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June 8th, 2011 12:01 am WW Editorial Staff | Murmurs

News That’s At Least 90 Percent Locally Owned.

State Treasurer Ted Wheeler

    Oregonians can now see two very different accounts of what happened in the Oregon Department of Energy investigation, in which four employees were accused of steering state business to Cylvia Hayes, Gov. John Kitzhaber’s companion. The first report was ordered by former Gov. Ted Kulongoski. In it, a retired judge, Francisco Yraguen, said all four employees should be fired. The second was ordered up by the Kitzhaber administration. Written by Portland lawyers Ed Harnden and Paula Barran, that report cleared the employees and said they should be returned to work without discipline. State officials made the reports public Tuesday. Both reports show Energy Department employees were alarmed at what appeared to be favoritism shown to Hayes, triggering the investigation last August. The reports do share one feature: They clear Hayes. And laud her. The Harnden and Barran report quotes an unnamed source calling Hayes a “rock star.” To see the reports and our continuing coverage, go to wweek.com.
  • U.S. Attorney Dwight Holton and 34 Oregon district attorneys issued a stern letter to medical-marijuana dispensaries last week, warning that prosecutors take a dim view of the pot shops. “The sale of marijuana for any purpose—including as medicine—violates both federal and Oregon law and will not be tolerated,” the letter says. The warning letter, first reported on wweek.com, follows WW’s recent story on medical-marijuana dispensaries (see “Budding Conflicts” WW, June 1, 2011). Similar letters have gone out from U.S. attorneys in Washington, Arizona, Vermont, Colorado, Montana and Rhode Island. One name notably absent from the Oregon letter: Multnomah County District Attorney Mike Schrunk. “I don’t like to threaten things that we realistically are not geared up to do,” Schrunk says.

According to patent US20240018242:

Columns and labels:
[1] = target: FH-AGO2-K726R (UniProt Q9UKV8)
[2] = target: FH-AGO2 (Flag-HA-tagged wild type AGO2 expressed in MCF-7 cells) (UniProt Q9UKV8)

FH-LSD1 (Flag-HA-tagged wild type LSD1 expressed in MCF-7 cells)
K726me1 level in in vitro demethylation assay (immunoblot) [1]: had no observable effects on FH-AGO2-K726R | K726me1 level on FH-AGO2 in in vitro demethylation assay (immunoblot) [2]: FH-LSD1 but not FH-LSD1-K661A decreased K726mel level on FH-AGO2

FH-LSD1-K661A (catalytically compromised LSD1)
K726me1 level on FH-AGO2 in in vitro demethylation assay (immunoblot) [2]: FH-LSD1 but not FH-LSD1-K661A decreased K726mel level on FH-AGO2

• State Treasurer Ted Wheeler is cleaning up his campaign account, which until this week showed a negative balance of $217,000—not a confidence-inspiring figure for the man who is effectively the state’s banker. Most of the deficit—$200,000—consisted of loans from himself. Wheeler and his wife, Katrina, forgave $120,000 this week. Wheeler’s campaign still owes him $80,000, his campaign manager $12,000 and his pollster $5,000. Wheeler, who comes from a wealthy Portland timber family, is up for re-election next year.
  • Two years ago, U.S. Rep. Peter DeFazio (D-Ore.) tried to curtail price manipulation in the oil markets with a proposed $150-billion tax on oil speculation. His proposal failed. Now, DeFazio is trying again with a tweaked bill that would add a .01 percent tax to every oil futures transaction. The speculation DeFazio is trying to discourage with the tax already adds 80 cents to the price of a gallon of gas, according to research by Goldman Sachs and cited by DeFazio’s office. On May 31, DeFazio sent a letter to Congressional colleagues asking  for their support. So far, the bill has picked up only four co-sponsors. Pro-Wall Street Democrats and Exxon-friendly Republicans in Congress may ensure that DeFazio’s bill goes nowhere—even though cutting the “speculators’ premium” in gas prices would help consumers and businesses.
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